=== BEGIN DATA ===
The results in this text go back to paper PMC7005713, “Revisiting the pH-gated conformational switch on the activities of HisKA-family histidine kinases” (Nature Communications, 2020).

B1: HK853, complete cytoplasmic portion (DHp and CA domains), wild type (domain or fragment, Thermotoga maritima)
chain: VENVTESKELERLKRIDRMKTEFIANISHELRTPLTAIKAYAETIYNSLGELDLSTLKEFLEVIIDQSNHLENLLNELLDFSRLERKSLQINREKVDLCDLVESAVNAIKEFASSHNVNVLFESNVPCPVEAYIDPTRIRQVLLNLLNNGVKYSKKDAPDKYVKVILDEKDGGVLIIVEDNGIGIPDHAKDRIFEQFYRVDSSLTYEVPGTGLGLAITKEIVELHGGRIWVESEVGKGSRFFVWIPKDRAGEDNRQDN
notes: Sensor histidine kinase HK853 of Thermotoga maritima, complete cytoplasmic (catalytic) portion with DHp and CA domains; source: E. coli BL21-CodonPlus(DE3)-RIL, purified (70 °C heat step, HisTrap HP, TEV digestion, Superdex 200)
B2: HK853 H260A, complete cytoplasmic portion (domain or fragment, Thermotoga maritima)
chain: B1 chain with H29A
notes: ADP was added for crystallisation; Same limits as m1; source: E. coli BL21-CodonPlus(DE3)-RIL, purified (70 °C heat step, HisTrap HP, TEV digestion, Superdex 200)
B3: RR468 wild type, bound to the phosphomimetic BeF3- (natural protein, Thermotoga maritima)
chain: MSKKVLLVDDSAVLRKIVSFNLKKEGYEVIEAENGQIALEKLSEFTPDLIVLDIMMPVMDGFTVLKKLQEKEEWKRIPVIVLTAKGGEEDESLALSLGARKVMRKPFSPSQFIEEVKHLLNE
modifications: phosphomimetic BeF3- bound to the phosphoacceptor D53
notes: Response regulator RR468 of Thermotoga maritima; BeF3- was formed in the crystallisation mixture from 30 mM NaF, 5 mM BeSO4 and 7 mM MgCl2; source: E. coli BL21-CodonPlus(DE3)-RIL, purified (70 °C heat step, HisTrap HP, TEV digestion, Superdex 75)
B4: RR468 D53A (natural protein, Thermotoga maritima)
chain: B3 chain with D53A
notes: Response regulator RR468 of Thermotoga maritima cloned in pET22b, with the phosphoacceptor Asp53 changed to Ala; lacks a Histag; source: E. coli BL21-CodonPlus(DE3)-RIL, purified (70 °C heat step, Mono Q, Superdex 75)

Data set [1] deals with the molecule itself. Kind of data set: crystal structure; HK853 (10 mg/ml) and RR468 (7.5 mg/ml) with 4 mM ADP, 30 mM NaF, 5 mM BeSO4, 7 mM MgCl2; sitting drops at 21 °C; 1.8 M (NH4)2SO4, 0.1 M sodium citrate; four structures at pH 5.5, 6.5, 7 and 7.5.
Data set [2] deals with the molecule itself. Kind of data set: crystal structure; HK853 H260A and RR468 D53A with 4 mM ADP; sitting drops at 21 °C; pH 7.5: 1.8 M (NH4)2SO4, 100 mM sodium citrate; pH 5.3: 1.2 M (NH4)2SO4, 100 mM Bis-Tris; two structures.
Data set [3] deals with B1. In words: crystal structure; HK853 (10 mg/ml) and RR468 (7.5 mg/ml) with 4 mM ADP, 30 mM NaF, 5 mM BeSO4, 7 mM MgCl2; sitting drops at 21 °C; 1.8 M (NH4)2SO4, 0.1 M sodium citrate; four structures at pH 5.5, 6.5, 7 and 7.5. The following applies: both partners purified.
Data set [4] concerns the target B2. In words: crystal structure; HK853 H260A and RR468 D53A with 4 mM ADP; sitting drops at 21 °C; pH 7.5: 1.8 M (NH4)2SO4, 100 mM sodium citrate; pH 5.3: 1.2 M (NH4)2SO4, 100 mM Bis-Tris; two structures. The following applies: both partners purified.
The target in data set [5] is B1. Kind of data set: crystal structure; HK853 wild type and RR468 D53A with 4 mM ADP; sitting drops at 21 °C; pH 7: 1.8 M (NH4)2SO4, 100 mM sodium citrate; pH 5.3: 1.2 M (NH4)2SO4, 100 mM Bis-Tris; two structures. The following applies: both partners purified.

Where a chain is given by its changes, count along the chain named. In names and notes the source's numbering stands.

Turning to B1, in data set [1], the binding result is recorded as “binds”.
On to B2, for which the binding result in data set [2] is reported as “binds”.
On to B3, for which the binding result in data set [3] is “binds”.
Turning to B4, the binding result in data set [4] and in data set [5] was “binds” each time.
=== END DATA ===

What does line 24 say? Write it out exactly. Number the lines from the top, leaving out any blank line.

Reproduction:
Turning to B4, the binding result in data set [4] and in data set [5] was “binds” each time.